Belgian judge reverses moon-on-stick music copyright ruling
Audible Magic meets network realities
A Belgian judge who slapped a €2,500 per day fine on an ISP until it filtered its network for music copyright infringements has reversed the decision after music lawyers conceded it wasn't technically possible.
The successful appeal by provider Scarlet last week overturns a ruling made in July last year. The final skirmish in Scarlet's battle with royalties collection society SABAM is now scheduled for October 2009.
SABAM had persuaded the judge that Scarlet could block all copyright-infringing music files passing through its network by using software from Audible Magic. The decision was seen as a potential landmark in European internet law by observers, as it made ISPs liable for the copyright status of traffic they carry.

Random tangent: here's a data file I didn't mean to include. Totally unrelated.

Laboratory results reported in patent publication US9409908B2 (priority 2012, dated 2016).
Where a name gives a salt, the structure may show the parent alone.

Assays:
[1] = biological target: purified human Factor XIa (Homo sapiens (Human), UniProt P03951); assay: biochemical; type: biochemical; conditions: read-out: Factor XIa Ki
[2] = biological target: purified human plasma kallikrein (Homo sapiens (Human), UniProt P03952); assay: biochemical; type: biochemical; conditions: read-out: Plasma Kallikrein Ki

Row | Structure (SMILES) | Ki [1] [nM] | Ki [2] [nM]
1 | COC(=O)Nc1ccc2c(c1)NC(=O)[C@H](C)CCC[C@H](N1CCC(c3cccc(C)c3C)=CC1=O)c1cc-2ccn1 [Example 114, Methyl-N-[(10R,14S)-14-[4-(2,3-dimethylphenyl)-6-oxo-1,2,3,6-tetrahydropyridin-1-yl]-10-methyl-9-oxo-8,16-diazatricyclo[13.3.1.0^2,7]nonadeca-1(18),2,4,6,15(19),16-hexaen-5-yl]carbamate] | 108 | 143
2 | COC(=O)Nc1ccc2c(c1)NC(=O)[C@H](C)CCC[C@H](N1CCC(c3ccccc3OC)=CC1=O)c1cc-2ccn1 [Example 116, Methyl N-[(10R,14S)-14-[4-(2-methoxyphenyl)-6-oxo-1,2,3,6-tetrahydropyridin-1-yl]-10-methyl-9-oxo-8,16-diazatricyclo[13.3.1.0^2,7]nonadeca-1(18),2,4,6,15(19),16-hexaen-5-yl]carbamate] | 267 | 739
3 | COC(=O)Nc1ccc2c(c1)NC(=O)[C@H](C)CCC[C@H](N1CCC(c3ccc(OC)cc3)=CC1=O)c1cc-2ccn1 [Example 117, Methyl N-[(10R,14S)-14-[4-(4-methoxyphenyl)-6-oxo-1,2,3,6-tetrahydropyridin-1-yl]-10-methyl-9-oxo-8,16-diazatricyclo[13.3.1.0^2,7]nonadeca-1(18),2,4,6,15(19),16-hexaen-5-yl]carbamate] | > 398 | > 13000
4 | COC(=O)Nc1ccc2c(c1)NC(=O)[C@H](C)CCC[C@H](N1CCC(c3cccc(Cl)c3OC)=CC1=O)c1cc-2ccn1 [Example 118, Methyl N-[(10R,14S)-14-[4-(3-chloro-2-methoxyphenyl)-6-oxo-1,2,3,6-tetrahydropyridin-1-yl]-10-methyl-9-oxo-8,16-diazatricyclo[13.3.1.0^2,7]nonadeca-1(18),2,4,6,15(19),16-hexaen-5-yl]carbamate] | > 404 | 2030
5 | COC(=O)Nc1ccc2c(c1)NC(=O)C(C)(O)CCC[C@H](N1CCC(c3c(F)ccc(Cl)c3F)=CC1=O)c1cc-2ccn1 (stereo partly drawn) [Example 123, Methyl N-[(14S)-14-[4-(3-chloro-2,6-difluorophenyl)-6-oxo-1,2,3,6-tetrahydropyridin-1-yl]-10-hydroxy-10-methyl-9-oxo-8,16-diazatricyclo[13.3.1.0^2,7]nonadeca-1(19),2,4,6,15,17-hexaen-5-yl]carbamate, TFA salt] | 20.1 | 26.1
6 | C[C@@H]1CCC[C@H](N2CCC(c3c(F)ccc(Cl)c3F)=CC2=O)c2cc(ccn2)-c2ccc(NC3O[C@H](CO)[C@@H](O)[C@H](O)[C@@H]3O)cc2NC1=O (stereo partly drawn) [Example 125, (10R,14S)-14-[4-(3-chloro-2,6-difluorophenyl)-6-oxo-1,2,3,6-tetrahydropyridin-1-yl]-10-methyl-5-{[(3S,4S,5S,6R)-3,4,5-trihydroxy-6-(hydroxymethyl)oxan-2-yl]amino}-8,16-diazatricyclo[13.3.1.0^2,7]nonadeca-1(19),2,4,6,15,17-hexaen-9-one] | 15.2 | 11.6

In its appeal, Scarlet said it could not comply with the order because Audible Magic was ineffective. SABAM's lawyers admitted they had misled the court about the software's powers.
Last year SABAM played down the significance of its victory, saying: "The court considers that filtering and blocking software are not dealing as such with any personal data and that a blocking measure has a purely technical and automatic character, as the ISP is not playing any active role in the blocking or filtering."
Experts were surprised by the judge's position however, arguing that it drove a tank through ISPs' cherished "common carrier" immunity on copyright, which is mandated by the EU's E-Commerce Directive. The final appeal next year will decide whether Scarlet has any liability for copyright infringement.
In the UK ISPs have agreed to work with the record industry on a voluntary basis to discourage unlicensed music sharing. ®